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Grant ’18 at The Tandana Foundation in Otavalo, Ecuador

My time in Ecuador at The Tandana Foundation has been fun. I have experienced a lot. If it has been anything, it has been a wide variety of experiences and tasks, the most predominant of which is teaching computer classes at the local Quichinche and Tangali schools. At the schools, I really got to practice my Spanish speaking skills and gain a deeper appreciation for the power that computers have as instruments of learning. Everywhere I went the passion for computers and learning how to use them was shared by nearly everyone. It’s amazing how much you value something when you don’t have it and how much you take it for granted when you do.

I thought that I would be running around the town fixing computers and assisting people with the machines. I was dismayed a bit to learn that the majority of my job would be teaching children as I don’t like kids much. I was further brought down to see myself as the substitute teacher in the classroom that has no real power over the grades of the kids and to have everyone know it. However, over time I got to know the students more and some of the students and I became friends.

I learned to appreciate the difficulty of the job and see things from their point of view. For many of them, this time was the only time in the week that they would be able to use computers at all. They never get homework to do on computers due to this fact and owning a computer for many is as far a goal as owning a second car. Given the circumstances, I too would want to take advantage of my time on the machine to do as many things as I could with it during class. Seeing this, I began to incorporate playtime into the class schedule as I believe that the free time to explore the machines is invaluable in the learning process.

Playtime most of all highlighted the chasm of difference between the students. While some students were going online and playing Grand Theft Auto San Andreas with ease, others were trying to figure out how to exit the Excel program and listen to music with the built-in windows media player. I was told by many sources of the major gap in skill level with computers (even between classmates of similar conditions) but experiencing it myself allowed me to learn a lot more about the economic situation here and learn what effects growing up with or without a computer has on child development.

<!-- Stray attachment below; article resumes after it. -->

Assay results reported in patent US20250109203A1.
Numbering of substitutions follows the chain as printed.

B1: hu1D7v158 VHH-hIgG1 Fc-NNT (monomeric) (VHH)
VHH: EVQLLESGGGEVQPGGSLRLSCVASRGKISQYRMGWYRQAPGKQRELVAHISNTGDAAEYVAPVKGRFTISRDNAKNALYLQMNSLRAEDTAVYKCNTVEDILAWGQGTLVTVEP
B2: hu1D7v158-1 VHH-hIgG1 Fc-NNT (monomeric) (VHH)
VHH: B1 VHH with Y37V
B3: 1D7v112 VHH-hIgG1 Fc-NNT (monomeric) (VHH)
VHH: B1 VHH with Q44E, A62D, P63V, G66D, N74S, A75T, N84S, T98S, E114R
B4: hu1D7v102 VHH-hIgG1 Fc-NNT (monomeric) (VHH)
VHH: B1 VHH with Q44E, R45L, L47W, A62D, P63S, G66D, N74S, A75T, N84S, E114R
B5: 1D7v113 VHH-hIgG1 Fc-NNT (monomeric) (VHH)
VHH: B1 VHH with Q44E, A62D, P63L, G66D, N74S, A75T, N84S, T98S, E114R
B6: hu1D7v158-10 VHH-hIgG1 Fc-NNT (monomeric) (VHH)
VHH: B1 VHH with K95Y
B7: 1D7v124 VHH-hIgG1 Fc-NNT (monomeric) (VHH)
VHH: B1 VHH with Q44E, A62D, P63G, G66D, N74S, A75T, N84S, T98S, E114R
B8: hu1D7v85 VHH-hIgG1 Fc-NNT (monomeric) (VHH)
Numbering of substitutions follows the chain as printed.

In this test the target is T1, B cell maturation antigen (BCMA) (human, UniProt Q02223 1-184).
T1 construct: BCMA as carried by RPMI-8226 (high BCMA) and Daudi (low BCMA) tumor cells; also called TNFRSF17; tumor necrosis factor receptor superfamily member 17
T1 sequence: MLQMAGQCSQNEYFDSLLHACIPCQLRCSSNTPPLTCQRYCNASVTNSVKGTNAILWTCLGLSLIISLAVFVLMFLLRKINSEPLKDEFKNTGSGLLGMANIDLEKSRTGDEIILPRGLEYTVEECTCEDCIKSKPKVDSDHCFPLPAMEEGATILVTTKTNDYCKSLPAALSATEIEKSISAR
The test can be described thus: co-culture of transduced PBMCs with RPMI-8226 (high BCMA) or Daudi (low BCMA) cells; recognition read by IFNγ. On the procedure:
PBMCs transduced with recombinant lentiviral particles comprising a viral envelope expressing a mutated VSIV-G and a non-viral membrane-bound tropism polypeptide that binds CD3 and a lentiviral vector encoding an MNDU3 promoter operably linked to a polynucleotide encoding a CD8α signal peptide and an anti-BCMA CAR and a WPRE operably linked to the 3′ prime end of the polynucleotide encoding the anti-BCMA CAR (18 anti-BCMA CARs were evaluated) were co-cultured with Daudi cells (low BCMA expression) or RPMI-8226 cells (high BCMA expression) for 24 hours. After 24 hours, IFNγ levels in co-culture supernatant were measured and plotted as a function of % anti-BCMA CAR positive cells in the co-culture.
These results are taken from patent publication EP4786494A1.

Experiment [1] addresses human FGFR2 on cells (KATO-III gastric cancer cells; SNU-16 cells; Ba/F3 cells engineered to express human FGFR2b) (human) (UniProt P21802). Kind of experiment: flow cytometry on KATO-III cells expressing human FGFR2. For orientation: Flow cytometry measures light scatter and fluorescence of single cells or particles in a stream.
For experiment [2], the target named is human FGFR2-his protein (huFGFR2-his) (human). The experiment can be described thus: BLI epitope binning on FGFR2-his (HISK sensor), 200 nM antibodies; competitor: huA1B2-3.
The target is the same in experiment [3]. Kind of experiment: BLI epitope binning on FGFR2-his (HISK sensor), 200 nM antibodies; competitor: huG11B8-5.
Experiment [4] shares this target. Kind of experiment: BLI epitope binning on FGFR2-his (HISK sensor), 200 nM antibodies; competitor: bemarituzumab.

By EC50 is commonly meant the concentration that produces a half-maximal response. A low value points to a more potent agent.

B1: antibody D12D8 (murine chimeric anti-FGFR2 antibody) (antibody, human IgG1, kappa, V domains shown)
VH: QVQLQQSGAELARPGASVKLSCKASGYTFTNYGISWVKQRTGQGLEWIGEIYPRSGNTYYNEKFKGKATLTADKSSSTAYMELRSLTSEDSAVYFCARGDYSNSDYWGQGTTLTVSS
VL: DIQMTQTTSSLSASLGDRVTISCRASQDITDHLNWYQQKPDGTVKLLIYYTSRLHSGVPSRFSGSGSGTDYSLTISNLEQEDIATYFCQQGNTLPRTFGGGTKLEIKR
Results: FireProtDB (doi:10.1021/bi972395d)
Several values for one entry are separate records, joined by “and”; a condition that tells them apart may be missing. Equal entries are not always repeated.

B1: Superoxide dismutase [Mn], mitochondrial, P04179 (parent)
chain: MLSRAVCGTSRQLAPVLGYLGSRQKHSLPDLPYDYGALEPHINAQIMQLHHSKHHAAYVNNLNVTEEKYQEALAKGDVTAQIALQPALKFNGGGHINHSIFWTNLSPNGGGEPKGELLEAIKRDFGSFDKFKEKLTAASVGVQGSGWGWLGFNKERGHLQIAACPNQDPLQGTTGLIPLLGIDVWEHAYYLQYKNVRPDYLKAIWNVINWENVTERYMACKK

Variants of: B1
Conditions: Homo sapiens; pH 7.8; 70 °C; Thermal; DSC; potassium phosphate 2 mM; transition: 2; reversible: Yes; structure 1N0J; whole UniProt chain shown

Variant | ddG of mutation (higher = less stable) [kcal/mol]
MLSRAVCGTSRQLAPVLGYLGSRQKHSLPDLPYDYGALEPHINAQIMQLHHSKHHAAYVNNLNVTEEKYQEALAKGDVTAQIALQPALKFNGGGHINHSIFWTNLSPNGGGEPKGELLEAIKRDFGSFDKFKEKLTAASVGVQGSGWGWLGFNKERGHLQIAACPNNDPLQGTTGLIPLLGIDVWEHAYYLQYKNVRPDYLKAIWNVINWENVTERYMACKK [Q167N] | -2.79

I think this co-op has strengthened my love for technology and the use of it in learning new things. I have also been able to experience a world very different from my home in the States. I value the time I spent here as a major learning experience and will remember it for a long time. I’m also glad to have used this time to acquire new skills in playing fútbol and using Excel formulas to a greater degree.

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I have a strong passion for working with computers and technology. I believe that this is due to my love of video games as a child. Whenever a piece of technology didn't work, being able to fix it meant being able to play more games. I still associate being able to help people with their computer needs with joy and I truly enjoy what I am doing in the field and at home every day. This passion led me to work as the IT specialist for the Tandana Foundation in Ecuador for my third coop. This means that I was responsible for setting up local networks and making sure everyone's devices worked as they should whenever work needed to be done with technology. This also meant that I was the go-to person for technology questions/concerns and troubleshooting. After that, I taught basic computer skills to scholarship students in Otavalo.  Now I am working and studying in Yellow Springs, OH as an IT specialist for Antioch College. In my free time after work, I study for the CompTIA A+ and Server+ certifications that I plan to take very soon. I also have a number of personal projects going on at home that includes exploring the various distributions of Linux and modding my personal computer.

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